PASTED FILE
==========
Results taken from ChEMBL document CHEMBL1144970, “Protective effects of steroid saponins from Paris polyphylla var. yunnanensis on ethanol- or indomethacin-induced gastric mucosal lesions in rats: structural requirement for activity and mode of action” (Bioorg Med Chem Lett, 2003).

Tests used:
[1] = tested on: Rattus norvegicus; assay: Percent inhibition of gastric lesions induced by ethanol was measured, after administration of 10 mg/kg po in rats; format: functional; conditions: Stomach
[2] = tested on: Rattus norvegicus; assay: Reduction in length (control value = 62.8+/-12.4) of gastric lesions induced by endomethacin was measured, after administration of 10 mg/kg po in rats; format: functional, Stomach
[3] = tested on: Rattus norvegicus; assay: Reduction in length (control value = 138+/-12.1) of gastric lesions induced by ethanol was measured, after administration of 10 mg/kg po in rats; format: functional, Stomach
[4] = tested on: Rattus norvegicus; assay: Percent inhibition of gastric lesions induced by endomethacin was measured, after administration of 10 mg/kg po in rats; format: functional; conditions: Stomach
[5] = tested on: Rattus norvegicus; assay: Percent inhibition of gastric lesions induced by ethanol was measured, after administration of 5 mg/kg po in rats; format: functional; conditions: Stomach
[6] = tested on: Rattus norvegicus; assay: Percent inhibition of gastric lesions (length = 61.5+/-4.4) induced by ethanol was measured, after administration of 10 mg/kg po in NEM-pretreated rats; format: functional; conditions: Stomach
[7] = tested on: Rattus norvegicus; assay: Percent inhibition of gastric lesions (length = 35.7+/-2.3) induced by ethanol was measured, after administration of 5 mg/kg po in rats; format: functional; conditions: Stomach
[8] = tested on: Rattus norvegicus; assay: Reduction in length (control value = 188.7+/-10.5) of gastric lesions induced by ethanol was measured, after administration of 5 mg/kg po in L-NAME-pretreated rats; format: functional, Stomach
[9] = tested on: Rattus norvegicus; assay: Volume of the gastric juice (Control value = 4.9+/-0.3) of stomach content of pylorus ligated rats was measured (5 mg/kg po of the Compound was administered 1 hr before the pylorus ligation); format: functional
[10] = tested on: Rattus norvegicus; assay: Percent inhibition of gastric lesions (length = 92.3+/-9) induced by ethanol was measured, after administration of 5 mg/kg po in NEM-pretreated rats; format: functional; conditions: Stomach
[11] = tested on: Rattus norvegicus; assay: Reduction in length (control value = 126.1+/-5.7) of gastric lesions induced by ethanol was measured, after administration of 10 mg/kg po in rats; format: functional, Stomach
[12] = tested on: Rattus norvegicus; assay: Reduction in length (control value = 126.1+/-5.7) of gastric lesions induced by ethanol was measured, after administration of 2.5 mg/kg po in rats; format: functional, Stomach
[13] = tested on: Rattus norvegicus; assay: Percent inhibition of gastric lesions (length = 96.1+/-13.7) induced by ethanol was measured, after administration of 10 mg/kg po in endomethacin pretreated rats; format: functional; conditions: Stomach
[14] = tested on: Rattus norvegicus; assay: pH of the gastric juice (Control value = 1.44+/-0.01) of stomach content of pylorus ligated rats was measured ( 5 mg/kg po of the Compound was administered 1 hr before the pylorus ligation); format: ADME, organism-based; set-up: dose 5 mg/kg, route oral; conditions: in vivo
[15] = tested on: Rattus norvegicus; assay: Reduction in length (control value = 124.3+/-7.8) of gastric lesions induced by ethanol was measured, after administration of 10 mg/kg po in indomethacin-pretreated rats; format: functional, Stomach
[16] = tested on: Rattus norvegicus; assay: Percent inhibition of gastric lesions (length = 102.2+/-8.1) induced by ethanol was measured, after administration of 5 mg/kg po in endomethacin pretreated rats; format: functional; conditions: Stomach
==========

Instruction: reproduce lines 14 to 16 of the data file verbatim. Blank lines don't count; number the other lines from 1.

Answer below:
[12] = tested on: Rattus norvegicus; assay: Reduction in length (control value = 126.1+/-5.7) of gastric lesions induced by ethanol was measured, after administration of 2.5 mg/kg po in rats; format: functional, Stomach
[13] = tested on: Rattus norvegicus; assay: Percent inhibition of gastric lesions (length = 96.1+/-13.7) induced by ethanol was measured, after administration of 10 mg/kg po in endomethacin pretreated rats; format: functional; conditions: Stomach
[14] = tested on: Rattus norvegicus; assay: pH of the gastric juice (Control value = 1.44+/-0.01) of stomach content of pylorus ligated rats was measured ( 5 mg/kg po of the Compound was administered 1 hr before the pylorus ligation); format: ADME, organism-based; set-up: dose 5 mg/kg, route oral; conditions: in vivo